Bran has the urge to "slip inside" Summer's skin to chase deer, but Meera Reed waves the group on toward the shore. It's one of many moments where one could wonder if Bran is becoming more feral, or if he is simply having problems resisting the seduction of being able to move about freely. It is Rickon who's the wild one, so I am thinking Bran is more tempted because of the freedom it would give him, not because he's growing more wild like his younger brother. We're given a quick rundown of the geography in the lands they now visit; from here to the Wall, they will face nothing but fallow fields and rolling hills, high meadows and lowland bogs; they have left the mountains behind (though I never got the feeling they were traversing mountains - was this in between chapters perhaps?) Bran gives us more exposition on the land, calling it the New Gift, and it belongs to the Night's Watch. He launches into some ancient history as well, presenting to us for the first time Queen Alysanne and her dragon Silverwing, who visited the Wall and the Night's Watch, and gave the Watch even more land to control.
Anyway, they begin to argue about whether going through Castle Black or not; Jojen says it is not safe, Bran wants to go there. It's really curious how often Benjen crops up now in this part of the chapter. Bran thinks of how he went missing. And then their discussion is interrupted when Jojen spies a rider.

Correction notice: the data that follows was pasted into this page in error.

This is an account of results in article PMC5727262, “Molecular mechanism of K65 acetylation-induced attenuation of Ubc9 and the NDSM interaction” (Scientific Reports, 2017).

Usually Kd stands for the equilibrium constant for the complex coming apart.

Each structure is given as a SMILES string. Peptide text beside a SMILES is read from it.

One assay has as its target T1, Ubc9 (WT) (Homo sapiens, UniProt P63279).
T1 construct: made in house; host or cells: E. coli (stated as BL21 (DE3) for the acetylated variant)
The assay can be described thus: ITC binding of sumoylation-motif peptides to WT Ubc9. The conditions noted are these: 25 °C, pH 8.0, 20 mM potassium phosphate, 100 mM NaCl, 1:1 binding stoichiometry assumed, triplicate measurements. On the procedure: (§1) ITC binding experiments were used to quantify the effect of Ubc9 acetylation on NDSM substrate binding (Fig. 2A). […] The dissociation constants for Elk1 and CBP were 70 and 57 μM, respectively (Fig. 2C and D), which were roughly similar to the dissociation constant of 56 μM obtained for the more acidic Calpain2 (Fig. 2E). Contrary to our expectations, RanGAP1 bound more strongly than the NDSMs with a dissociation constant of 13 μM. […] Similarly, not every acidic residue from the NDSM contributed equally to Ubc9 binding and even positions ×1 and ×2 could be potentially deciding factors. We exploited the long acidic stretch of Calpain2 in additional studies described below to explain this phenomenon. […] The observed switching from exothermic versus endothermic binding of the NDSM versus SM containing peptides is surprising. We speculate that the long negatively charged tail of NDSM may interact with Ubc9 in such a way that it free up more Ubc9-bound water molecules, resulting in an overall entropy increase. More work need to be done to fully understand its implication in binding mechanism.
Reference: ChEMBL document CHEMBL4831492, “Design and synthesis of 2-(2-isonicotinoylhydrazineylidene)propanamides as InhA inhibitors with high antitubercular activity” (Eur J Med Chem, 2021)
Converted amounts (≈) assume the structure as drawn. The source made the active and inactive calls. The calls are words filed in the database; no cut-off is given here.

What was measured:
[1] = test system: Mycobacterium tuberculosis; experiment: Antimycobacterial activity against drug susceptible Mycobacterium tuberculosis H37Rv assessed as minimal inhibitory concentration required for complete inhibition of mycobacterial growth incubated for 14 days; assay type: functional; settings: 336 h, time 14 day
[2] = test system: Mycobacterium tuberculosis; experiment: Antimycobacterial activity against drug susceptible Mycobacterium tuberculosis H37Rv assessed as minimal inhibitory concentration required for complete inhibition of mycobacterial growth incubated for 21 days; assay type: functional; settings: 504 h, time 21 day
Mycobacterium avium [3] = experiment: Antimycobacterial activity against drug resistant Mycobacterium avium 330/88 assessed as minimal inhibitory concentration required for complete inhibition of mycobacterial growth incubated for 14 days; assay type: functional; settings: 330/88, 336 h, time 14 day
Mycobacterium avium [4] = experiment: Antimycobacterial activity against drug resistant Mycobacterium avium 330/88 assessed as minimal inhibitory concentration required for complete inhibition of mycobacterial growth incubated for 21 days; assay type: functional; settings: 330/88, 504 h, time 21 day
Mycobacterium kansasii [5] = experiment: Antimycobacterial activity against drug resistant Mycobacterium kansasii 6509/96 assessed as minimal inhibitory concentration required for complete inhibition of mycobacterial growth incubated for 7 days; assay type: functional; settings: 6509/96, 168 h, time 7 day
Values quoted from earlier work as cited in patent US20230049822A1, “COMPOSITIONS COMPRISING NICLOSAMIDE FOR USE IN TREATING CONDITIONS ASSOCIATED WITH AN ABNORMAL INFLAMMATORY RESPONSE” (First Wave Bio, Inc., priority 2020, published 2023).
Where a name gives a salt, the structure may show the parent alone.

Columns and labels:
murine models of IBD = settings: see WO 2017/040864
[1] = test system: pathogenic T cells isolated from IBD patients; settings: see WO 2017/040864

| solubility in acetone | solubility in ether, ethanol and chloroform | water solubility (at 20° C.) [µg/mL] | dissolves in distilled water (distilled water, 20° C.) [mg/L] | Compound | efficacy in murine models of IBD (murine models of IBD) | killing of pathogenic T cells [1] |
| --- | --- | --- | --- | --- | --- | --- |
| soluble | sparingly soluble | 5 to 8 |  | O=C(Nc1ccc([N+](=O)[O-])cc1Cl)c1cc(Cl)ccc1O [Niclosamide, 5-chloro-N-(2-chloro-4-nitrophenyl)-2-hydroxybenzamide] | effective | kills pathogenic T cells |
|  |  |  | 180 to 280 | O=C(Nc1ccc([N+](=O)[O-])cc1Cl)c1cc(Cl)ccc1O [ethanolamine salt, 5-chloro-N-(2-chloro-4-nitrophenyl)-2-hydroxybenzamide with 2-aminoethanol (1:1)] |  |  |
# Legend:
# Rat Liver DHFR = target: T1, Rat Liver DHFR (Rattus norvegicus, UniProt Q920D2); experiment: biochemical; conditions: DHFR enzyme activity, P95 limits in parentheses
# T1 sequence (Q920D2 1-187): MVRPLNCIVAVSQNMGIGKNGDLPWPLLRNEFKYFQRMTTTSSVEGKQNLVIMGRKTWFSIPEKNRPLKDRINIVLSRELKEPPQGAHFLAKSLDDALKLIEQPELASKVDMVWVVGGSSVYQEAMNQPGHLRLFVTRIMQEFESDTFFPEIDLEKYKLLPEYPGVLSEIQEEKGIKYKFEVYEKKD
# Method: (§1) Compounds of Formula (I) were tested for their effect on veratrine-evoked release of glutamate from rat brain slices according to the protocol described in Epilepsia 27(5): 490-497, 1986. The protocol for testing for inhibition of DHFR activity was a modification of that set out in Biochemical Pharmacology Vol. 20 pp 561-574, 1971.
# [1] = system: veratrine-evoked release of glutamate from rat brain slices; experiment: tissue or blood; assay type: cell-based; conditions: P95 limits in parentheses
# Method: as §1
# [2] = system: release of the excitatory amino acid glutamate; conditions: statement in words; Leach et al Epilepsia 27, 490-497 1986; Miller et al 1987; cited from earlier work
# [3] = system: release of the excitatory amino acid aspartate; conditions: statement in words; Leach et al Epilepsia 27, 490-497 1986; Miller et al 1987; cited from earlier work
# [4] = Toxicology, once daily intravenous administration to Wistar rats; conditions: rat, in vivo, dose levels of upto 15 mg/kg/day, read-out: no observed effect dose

Bran squints, and realizes it is a man on a horse, also called a rider. This one I love: "Hodor?" Hodor had put a hand over his eyes as well, only he was looking the wrong way. "Hodor?" Such a sweet little addition to the text. Meera realizes the rider is making for the village, so they decide to go inside to hide themselves from view. Bran reminds us and the Reeds that Summer is still gallivanting about with the deer near the village, but Meera assures him the wolf will be fine. Also, that suits the story better of course. And hey, look, it begins to rain as they go inside. There is a lot of rain in these books, especially Starks get more than their fair share of wet drops on their heads, when it isn't melting snowflakes or howling winds. Poor Starks. Always in the worst weather. But that's what you get when you constantly think winter is coming. Eventually it will come. Or so a man can hope *grumble*
Meera creeps out on her belly onto a north-facing balcony from the chamber on the fifth floor to spy on the
Bran can feel Summer being fearful, and opens his Third Eye, slipping into the direwolf; he finds himself in the rain, belly full of deer, cringing in a bush. He can sense men about, heards the clink of armor, sees men moving about.
And...oh! It's over already! That's weird. I swear I remembered this chapter going on for a while longer, but of course the scene will continue from Jon's point of view instead. And that's the next chapter. I like it when chapters are closely linked like this, which is a pretty rare occurence (is this the only time I wonder? No, there must be some of them in A Game of Thrones before characters are scattered across Westeros). But still, what a way to end the chapter. Martin builds up the tension brilliantly, and then... Summer smells the scent of fear and it's over. Ah, I can't complain, though, can I? The next chapter picks up right where this one ends. Unlike certain cliffhangers in later books where you have to wait years and years for the continuation. In conclusion, I like cliffhangers when I don't have to wait five years for a resolution, and I hate them with the passion of a waking dragon when I do have to wait.